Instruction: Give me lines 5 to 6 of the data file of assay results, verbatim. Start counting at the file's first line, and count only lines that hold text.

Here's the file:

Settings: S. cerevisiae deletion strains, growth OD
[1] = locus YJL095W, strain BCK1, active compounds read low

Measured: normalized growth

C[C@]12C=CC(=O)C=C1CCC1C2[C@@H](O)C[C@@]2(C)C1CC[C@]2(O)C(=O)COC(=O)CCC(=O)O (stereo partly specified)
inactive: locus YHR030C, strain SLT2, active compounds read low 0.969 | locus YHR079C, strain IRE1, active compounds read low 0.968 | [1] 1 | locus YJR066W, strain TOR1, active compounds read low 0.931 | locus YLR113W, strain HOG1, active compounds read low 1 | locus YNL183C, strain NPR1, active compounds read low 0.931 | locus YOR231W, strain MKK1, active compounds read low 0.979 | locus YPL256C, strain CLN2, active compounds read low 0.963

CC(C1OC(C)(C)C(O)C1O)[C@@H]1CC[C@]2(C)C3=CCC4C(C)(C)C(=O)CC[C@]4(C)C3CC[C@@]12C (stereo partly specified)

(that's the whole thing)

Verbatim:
inactive: locus YHR030C, strain SLT2, active compounds read low 0.969 | locus YHR079C, strain IRE1, active compounds read low 0.968 | [1] 1 | locus YJR066W, strain TOR1, active compounds read low 0.931 | locus YLR113W, strain HOG1, active compounds read low 1 | locus YNL183C, strain NPR1, active compounds read low 0.931 | locus YOR231W, strain MKK1, active compounds read low 0.979 | locus YPL256C, strain CLN2, active compounds read low 0.963

CC(C1OC(C)(C)C(O)C1O)[C@@H]1CC[C@]2(C)C3=CCC4C(C)(C)C(=O)CC[C@]4(C)C3CC[C@@]12C (stereo partly specified)